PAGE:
Tahlee House

Port Stephens

B. 1886 Hele & Co, 3 manuals, 14 stops, 6 couplers, mechanical action
Sold to St Philip's Anglican Church, Eastwood 1932 Reb. C.W Leggo
Reb. & enl. 1968 S.T. Noad & Son.
Now broken up.

Tahlee House (Google Images)

Tahlee House

Tahlee House was originally built of sandstock brick in 1826 for Robert Dawson, the first manager of the Australian Agriculture Company and home to the first four commissioners of the A.A. Co. The house was destroyed by fire in 1860. The Hon. R.H.D. White, a Sydney stockbroker, purchased Tahlee in 1880 and built a new residence on the remains of old, utilising the remaining walls. The home featured a beautiful garden, ball room and tennis courts and was the centre of extravagant hospitality, entertainment and general carousing. The boat harbour at Tahlee was originally built by convicts.  [information from a Port Stephen's tourist brochure]

The property was bought by Tahlee Bible College in 1959 and has been used as a Bible College until about 2005. It is still owned by the Bible College and its future is uncertain. The College has a web site.


The three-manual organ at 'Tahlee House' about 1890 (James White)


From the Sydney Organ Journal (Spring 2011), James White (great grandson of Robert White) wrote:

Robert Hoddle Driberg White was born in Stroud in 1838. As a politician he represented Gloucester in the NSW Parliament from 1882 to 1887. He was a bank manager in Mudgee, Rockhampton and Kyneton. He married Eliza Jane, a daughter of the Very Revd William Macquarie Cowper, at St Philip's, Church Hill, in May 1863. Whilst residing in Mudgee he ordered a pipe organ from Hele & Co of three manuals and twelve stops. However, the ship carrying the organ to Sydney was shipwrecked and all its cargo lost at sea. Undeterred, in 1882 he donated the Brindley and Foster organ to St John' s, Mudgee where he was Rector' s Warden and a chorister. In about 1886 he purchased Tahlee House on Port Stephens from the Australian Agricultural Company. While he revisited England later in 1886 as a representative of the Colony of NSW at the Colonial and Indian Exhibition he re-ordered an almost identical organ (3/14/6) from Hele for installation in Tahlee.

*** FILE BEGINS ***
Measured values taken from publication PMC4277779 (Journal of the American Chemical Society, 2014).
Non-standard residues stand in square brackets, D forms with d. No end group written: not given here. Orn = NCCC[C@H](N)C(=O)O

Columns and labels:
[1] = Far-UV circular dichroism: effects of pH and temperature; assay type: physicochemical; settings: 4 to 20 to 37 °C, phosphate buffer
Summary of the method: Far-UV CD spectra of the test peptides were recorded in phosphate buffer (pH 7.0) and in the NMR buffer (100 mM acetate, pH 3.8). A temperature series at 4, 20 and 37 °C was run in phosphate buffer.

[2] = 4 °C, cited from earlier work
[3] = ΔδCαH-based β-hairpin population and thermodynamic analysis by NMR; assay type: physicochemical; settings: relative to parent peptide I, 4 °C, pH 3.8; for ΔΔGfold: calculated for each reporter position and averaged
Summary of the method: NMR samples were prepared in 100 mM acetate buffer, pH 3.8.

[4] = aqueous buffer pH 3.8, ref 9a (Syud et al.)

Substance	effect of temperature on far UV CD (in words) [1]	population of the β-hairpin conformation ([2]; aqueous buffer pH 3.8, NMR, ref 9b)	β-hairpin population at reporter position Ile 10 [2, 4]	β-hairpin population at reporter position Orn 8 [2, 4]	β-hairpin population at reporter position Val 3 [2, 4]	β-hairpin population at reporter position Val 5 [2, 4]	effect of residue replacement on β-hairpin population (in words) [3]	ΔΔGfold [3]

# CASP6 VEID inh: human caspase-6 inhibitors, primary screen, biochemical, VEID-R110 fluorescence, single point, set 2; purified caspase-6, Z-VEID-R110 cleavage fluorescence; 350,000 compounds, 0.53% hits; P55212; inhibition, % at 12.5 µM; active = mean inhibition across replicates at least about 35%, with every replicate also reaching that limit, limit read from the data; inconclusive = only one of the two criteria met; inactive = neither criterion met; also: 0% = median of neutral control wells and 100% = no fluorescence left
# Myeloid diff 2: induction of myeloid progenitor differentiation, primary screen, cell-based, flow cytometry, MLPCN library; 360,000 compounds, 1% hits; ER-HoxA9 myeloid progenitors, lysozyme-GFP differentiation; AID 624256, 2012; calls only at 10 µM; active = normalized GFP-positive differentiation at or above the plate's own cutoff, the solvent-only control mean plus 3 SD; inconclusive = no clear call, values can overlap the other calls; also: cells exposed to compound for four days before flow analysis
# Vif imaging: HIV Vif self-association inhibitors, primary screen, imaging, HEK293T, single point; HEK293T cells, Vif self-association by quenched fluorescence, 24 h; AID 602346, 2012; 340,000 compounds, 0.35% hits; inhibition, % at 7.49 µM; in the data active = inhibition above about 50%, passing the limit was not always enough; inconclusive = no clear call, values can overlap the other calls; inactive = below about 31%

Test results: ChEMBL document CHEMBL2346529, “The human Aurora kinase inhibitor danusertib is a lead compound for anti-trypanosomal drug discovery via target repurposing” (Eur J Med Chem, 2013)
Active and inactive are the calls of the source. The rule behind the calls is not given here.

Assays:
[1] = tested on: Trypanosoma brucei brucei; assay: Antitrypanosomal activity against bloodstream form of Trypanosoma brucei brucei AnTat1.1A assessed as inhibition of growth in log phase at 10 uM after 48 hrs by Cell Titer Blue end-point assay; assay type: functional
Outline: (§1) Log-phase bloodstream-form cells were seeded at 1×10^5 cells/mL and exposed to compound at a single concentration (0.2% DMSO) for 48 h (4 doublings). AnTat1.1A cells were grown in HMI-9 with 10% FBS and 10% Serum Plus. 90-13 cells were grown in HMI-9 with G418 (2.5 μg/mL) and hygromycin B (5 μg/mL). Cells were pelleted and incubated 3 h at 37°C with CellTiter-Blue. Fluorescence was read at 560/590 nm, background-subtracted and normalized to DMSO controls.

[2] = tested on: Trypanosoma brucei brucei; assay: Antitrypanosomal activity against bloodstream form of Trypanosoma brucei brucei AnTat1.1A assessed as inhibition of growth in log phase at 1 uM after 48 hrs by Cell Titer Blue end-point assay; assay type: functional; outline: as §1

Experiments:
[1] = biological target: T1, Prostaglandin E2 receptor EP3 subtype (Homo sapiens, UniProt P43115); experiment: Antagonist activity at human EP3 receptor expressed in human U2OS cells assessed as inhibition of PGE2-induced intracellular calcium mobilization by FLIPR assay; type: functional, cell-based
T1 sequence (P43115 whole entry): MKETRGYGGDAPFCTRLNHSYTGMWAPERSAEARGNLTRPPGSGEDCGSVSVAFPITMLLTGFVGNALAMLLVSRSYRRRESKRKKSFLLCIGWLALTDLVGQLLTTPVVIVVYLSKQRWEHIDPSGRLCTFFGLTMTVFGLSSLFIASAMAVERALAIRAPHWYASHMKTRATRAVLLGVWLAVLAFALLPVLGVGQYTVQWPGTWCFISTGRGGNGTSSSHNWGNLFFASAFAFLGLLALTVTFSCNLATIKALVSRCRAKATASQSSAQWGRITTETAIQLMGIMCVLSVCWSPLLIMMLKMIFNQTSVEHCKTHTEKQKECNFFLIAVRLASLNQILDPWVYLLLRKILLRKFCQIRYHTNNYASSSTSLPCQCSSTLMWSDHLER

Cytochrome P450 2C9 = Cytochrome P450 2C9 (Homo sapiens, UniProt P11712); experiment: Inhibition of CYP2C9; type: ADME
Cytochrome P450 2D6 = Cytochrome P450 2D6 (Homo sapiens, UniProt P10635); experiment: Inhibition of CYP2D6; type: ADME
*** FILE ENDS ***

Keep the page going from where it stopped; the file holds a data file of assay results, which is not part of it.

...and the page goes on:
Robert White had two violent encounters with bushrangers and came off best both times. The first time, White was taken by surprise at dinner time in Deniliquin by William Lee of Bargo Brush notoriety. However, aided by a black tracker, White pursued the culprit through the night, recovered some of the bank's gold and obtained information which led to Lee's arrest a fortnight later. The second time White was "stuck up" by five armed men on the Gympie Road. In an exchange of fire White wounded one of the bushrangers but himself escaped unscathed. In 1880, Robert White learned accidentally that he had inherited considerable property in Melbourne from his grandmother, Mary Hoddle. However, his grandfather Robert Hoddle, influenced by his second wife, had concealed knowledge of the inheritance and destroyed the relevant documents. In a celebrated court case, Robert White sued his grandfather and won. It was this money, about two hundred thousand pounds, that enabled him to make substantial donations to churches, to purchase one and to donate wholely or in part three pipe organs. It is noteworthy that of these, three were of three manuals and pedals. The specification of the organ donated to the Deaf, Dumb and Blind Institute in Sydney, its maker and present whereabouts are unknown.